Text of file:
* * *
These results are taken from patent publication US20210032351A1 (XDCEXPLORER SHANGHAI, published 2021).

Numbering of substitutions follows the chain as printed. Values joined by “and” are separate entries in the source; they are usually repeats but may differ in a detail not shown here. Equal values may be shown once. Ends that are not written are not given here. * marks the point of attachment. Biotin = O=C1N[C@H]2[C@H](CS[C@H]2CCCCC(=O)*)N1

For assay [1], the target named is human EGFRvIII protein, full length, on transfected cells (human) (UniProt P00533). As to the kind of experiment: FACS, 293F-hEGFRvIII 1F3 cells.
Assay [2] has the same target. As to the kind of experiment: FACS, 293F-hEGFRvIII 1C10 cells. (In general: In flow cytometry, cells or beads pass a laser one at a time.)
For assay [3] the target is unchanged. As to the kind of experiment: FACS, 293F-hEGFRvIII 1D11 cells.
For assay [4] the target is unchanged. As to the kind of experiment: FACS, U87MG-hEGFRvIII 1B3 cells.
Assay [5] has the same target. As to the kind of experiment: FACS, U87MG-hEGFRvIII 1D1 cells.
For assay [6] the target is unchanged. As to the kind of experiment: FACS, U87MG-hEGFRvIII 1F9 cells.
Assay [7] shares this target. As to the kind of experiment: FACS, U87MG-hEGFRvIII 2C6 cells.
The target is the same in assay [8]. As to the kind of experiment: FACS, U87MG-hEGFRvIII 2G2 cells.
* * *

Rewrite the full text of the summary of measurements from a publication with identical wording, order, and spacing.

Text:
These results are taken from patent publication US20210032351A1 (XDCEXPLORER SHANGHAI, published 2021).

Numbering of substitutions follows the chain as printed. Values joined by “and” are separate entries in the source; they are usually repeats but may differ in a detail not shown here. Equal values may be shown once. Ends that are not written are not given here. * marks the point of attachment. Biotin = O=C1N[C@H]2[C@H](CS[C@H]2CCCCC(=O)*)N1

For assay [1], the target named is human EGFRvIII protein, full length, on transfected cells (human) (UniProt P00533). As to the kind of experiment: FACS, 293F-hEGFRvIII 1F3 cells.
Assay [2] has the same target. As to the kind of experiment: FACS, 293F-hEGFRvIII 1C10 cells. (In general: In flow cytometry, cells or beads pass a laser one at a time.)
For assay [3] the target is unchanged. As to the kind of experiment: FACS, 293F-hEGFRvIII 1D11 cells.
For assay [4] the target is unchanged. As to the kind of experiment: FACS, U87MG-hEGFRvIII 1B3 cells.
Assay [5] has the same target. As to the kind of experiment: FACS, U87MG-hEGFRvIII 1D1 cells.
For assay [6] the target is unchanged. As to the kind of experiment: FACS, U87MG-hEGFRvIII 1F9 cells.
Assay [7] shares this target. As to the kind of experiment: FACS, U87MG-hEGFRvIII 2C6 cells.
The target is the same in assay [8]. As to the kind of experiment: FACS, U87MG-hEGFRvIII 2G2 cells.